amw (amw) wrote,

how state censorship destroys curiosity

The past few days i have noticed myself resisting clicking on links because i know they go to sites that are blocked by the Great Firewall.

It seems that living in China, especially since the government blocked Wikipedia, i had started to train myself to not even bother clicking on certain links. I knew that they either wouldn't work, or i'd have to wait for the VPN to start up (if it would even be allowed to connect that day) and then reload the page and hope for the best.

So i just stopped clicking on stuff. I'd think to myself "do i really need to know if Glacier National Park crosses into another state?" and answer no, then abort my search before it even began. I let my curiosity die.

It's happened to me numerous times now. And each time i am shocked again at how fucked up it is, and how i didn't feel angrier about it when i lived there.

Or, searching for news, you can't search for news in China. Google is blocked completely. Bing is not blocked, but the news tab in the search results doesn't exist. Chinese search engines and social media websites do have their own news tabs, but all the content is approved by the government and often heavily editorialized, so it's effectively useless for the sorts of things you want to read the news for in other countries.

The Chinese internet is also chock-full of pop-ups and scams. I know people think they have it bad in the west, but you don't even know. Chinese internet companies intercept all HTTP content and rewrite it to insert ads into websites that weren't originally there. Even cellphone keyboards have ads in them. It's that bad.

And then, i open my maps app, and it still hasn't downloaded the offline map for BC, and i still can't zoom in to street level to see where i am. I spent hours today figuring that out.

It turns out if you install Windows in China, you can only get the Chinese government-approved maps. That is, the Chinese government's internationally unrecognized idea of where its borders are (notably enclosing Taiwan and all of the South China Sea right up to the coastlines of Philippines, Malaysia and Vietnam). You also cannot get the local names for any city in the world, you only get the Chinese name of the city, written in Chinese.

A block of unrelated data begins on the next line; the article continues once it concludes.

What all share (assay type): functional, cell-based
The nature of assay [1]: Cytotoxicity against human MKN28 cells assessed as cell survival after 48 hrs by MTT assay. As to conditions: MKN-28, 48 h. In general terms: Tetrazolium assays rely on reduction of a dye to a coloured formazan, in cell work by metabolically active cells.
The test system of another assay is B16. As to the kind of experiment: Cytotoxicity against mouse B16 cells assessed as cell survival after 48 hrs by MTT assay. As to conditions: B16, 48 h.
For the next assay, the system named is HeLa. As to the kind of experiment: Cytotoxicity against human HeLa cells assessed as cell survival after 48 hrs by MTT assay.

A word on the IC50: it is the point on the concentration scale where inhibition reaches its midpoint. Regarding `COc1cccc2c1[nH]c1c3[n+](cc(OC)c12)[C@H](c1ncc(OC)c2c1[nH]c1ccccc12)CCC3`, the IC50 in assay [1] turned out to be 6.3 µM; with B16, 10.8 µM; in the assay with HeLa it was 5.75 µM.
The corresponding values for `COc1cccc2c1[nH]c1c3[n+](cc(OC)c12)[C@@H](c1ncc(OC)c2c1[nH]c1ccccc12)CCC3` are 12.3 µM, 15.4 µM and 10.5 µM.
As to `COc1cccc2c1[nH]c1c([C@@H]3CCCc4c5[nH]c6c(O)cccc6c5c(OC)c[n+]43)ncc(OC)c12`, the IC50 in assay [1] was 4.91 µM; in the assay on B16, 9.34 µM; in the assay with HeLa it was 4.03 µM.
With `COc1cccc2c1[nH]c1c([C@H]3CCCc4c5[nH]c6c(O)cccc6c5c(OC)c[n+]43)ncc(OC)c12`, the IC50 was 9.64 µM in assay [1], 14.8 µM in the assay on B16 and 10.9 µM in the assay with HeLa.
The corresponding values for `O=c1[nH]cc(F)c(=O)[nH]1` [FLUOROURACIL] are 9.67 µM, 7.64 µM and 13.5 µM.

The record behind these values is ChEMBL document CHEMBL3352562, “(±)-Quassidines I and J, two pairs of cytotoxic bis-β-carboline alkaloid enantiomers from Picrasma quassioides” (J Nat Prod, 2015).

Oh. And if you are outside China, you cannot actually download any maps at all. Because, it seems, the Great Firewall not only blocks people inside China from getting to websites in the rest of the world, it also blocks people outside China from getting in to certain sites.

It took me a bunch of faffing about with Powershell, Regedit, Task Manager and Settings to reset my Windows Maps back to a global version that was actually able to download maps of the rest of the world.

That made me wonder how much other shit in my Windows has got the special "hacked by Chinese" version on it.

As a way of using up my money that i was not allowed to transfer out of the country, i bought a new computer and phone before leaving. I specifically bought a Microsoft Surface and Google Pixel so i would have the most brand name international shit to return to Canada with, the kinds of things the government would have a harder time hacking. Foreign consumers expect a bit of hacked shit on their Huawei, but they'd be pretty upset to find it on their Apple, you know? And yet...

I don't have anything to hide. If the Chinese government thought i was worth the effort, they would've fucked with me when i was still in the country. But it's not so much about fear of the government and more about annoyance that they might be messing with with my shit that i really need to have working here over the next few months (that is: GPS and maps).

All my electronics have now been switched back to English (US) language and English (Canada) region and i reinstalled as much stuff as i could without a full reset. I suppose that was one useful outcome of today.

It could just all be paranoia. I am going more than a little stir crazy. But my jet lag is subsiding. So things are improving, sort of.

I have a whole nother drama going in that my bank cards were remotely canceled on Friday, and i have been locked out of my online banking, and my bank won't allow me to reactivate any of this until i visit a branch in person, which i can't because i'm still in quarantine, but i'll leave that for another post.
Tags: china, teh internets
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